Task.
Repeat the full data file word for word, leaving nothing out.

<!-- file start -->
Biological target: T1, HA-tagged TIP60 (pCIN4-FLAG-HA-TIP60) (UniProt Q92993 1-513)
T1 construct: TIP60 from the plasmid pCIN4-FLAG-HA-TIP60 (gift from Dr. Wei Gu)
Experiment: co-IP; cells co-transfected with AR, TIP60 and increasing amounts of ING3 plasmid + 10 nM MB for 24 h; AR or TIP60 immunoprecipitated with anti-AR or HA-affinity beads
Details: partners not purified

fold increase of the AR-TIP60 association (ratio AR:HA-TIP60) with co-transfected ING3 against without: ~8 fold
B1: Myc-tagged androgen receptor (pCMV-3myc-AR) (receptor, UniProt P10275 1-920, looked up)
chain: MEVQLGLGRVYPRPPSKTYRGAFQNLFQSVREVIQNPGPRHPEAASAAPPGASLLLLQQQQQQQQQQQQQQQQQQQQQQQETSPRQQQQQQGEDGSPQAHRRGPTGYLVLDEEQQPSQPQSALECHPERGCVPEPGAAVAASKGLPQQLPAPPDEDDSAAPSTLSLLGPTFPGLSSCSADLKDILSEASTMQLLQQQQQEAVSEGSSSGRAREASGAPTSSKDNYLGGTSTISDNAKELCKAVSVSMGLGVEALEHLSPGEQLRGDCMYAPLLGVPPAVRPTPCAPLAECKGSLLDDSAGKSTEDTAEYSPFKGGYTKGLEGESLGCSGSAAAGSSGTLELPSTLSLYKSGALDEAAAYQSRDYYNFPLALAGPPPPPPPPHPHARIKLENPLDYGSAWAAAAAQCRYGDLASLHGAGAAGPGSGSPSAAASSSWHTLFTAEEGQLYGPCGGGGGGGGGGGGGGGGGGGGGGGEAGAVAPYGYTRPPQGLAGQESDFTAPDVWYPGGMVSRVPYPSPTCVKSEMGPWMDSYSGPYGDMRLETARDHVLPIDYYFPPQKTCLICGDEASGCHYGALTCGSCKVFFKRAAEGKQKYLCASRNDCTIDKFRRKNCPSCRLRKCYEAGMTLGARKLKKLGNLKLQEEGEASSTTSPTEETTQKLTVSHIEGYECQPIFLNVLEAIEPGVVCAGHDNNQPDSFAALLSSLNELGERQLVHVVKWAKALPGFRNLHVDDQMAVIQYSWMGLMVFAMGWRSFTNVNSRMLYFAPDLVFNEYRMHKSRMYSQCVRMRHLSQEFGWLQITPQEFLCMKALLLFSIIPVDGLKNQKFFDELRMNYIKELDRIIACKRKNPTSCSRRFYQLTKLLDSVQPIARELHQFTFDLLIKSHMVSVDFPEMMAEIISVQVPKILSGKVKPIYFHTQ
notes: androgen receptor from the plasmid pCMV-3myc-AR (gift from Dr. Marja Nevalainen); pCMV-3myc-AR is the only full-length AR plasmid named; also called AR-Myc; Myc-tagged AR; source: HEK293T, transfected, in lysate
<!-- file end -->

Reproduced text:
Biological target: T1, HA-tagged TIP60 (pCIN4-FLAG-HA-TIP60) (UniProt Q92993 1-513)
T1 construct: TIP60 from the plasmid pCIN4-FLAG-HA-TIP60 (gift from Dr. Wei Gu)
Experiment: co-IP; cells co-transfected with AR, TIP60 and increasing amounts of ING3 plasmid + 10 nM MB for 24 h; AR or TIP60 immunoprecipitated with anti-AR or HA-affinity beads
Details: partners not purified

fold increase of the AR-TIP60 association (ratio AR:HA-TIP60) with co-transfected ING3 against without: ~8 fold
B1: Myc-tagged androgen receptor (pCMV-3myc-AR) (receptor, UniProt P10275 1-920, looked up)
chain: MEVQLGLGRVYPRPPSKTYRGAFQNLFQSVREVIQNPGPRHPEAASAAPPGASLLLLQQQQQQQQQQQQQQQQQQQQQQQETSPRQQQQQQGEDGSPQAHRRGPTGYLVLDEEQQPSQPQSALECHPERGCVPEPGAAVAASKGLPQQLPAPPDEDDSAAPSTLSLLGPTFPGLSSCSADLKDILSEASTMQLLQQQQQEAVSEGSSSGRAREASGAPTSSKDNYLGGTSTISDNAKELCKAVSVSMGLGVEALEHLSPGEQLRGDCMYAPLLGVPPAVRPTPCAPLAECKGSLLDDSAGKSTEDTAEYSPFKGGYTKGLEGESLGCSGSAAAGSSGTLELPSTLSLYKSGALDEAAAYQSRDYYNFPLALAGPPPPPPPPHPHARIKLENPLDYGSAWAAAAAQCRYGDLASLHGAGAAGPGSGSPSAAASSSWHTLFTAEEGQLYGPCGGGGGGGGGGGGGGGGGGGGGGGEAGAVAPYGYTRPPQGLAGQESDFTAPDVWYPGGMVSRVPYPSPTCVKSEMGPWMDSYSGPYGDMRLETARDHVLPIDYYFPPQKTCLICGDEASGCHYGALTCGSCKVFFKRAAEGKQKYLCASRNDCTIDKFRRKNCPSCRLRKCYEAGMTLGARKLKKLGNLKLQEEGEASSTTSPTEETTQKLTVSHIEGYECQPIFLNVLEAIEPGVVCAGHDNNQPDSFAALLSSLNELGERQLVHVVKWAKALPGFRNLHVDDQMAVIQYSWMGLMVFAMGWRSFTNVNSRMLYFAPDLVFNEYRMHKSRMYSQCVRMRHLSQEFGWLQITPQEFLCMKALLLFSIIPVDGLKNQKFFDELRMNYIKELDRIIACKRKNPTSCSRRFYQLTKLLDSVQPIARELHQFTFDLLIKSHMVSVDFPEMMAEIISVQVPKILSGKVKPIYFHTQ
notes: androgen receptor from the plasmid pCMV-3myc-AR (gift from Dr. Marja Nevalainen); pCMV-3myc-AR is the only full-length AR plasmid named; also called AR-Myc; Myc-tagged AR; source: HEK293T, transfected, in lysate